The Middle Class Conundrum

The Middle Class Conundrum

Swaniti Initiative | May 3, 2013 | The Swaniti Blog

Over the last few months, the indomitable spirit of Indian middle class to fight for good governance and socially just society has made me believe that we are standing at a point of inflection as far Indian democracy is concerned. Strong media coverage and a burgeoning middle class empowered with social media tools have definitely made it impossible for any malpractice to go unnoticed. At the same time, it has also resulted in increased scrutiny and accountability on the part of civil servants and political
leaders. Slowly but surely, we are experiencing a welcome change in a country which has still a strong aristocratic flavor in a democratic set up. We are a country where civil servants and politicians acquire demigod statuses the day they assume office and where the citizens keep fighting all their lives for their basic rights in the labyrinthine corridors of bureaucratic red tape.

However, I believe that we still have to persevere before we achieve the desired transformation in Indian polity and governance. To put things in perspective, I would like to explore few idiosyncrasies of our current system. It is a very well-known fact in the political corridors of this country that the middle class does not vote, thereby wielding insignificant impact on results of democratic elections. In early seventies and eighties, the size of middle class was not big enough to change the political equations. That is not the case now, with Indian economy growing at a rapid pace post liberalization, resulting in a scenario where one in every 5 families will soon be meeting the traditional “definition of Indian middle class”. This has made the situation very tricky for all the leading political parties in India. The biggest conundrum for the parties is to decide whether to fight the 2014 elections on a “development pitch” or the age old model of appeasing the rural population with subsidies and dividing the masses on secular grounds. Even the veteran politicians and political analysts are still not sure how the middle class is going to behave in 2014 and that has set the cat among the pigeons.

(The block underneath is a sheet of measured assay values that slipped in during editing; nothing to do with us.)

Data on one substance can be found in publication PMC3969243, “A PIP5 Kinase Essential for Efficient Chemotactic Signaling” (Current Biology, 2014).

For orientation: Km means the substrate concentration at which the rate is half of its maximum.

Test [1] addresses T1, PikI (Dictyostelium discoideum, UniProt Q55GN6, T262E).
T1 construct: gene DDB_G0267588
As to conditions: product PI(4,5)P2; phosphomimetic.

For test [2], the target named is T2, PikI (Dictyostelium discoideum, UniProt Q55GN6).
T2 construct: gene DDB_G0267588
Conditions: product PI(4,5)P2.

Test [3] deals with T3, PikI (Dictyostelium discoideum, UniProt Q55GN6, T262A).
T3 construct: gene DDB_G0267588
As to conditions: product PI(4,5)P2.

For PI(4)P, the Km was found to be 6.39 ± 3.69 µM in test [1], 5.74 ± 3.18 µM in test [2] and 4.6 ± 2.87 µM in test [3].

What exasperates me most is that while we have some brilliant young politicians who are catering to this new “well informed and aware middle class”, the real basis on which voting is done on the floor of Parliament has still not changed much. What I believe is that there is a disconnect between the impact that we are seeking through the protests on the streets of Delhi and the actual impact it might be having.

I have immense faith in the democratic set up and youth of this country but we have to get out of the cocoon that we have built around ourselves. In this era of satellite television and social media portals, the emotionally charged debates and views need to be channelized to something fruitful. One protest march or a change in government is not going to solve this age old problem but we can still do is to start small and gauge the difference that it can make. As William J. Clinton correctly said, “Every 21st century professional must strive to do some public good within his realms of private life”. You are young and smart. Set smaller goals. Target 300 lives that you are going to have an impact on. You will feel better when you achieve these goals. You will get the energy and motivation to strive for a bigger goal next time around.

Finally, please vote in 2014. Stop using your voter ID card only as a residence proof for telephone connections and acquiring that fancy credit card. If you don’t stay in the city where you have voting right, this is the time to begin the process of getting your voter identity card transferred to your current location. If all of us make the required effort and vote in 2014, I am sure the political class will get the message that we, “the mango people”, are going to make them accountable every five years. We have definitely managed to cause few tremors with the strong protests over the last few years and the political class is watching us with bated breath but the question for all them remains – “Will the middle class and youth of India vote in 2014?” Either way, I am sure that this will go a long way in deciding the contours of the Indian political system.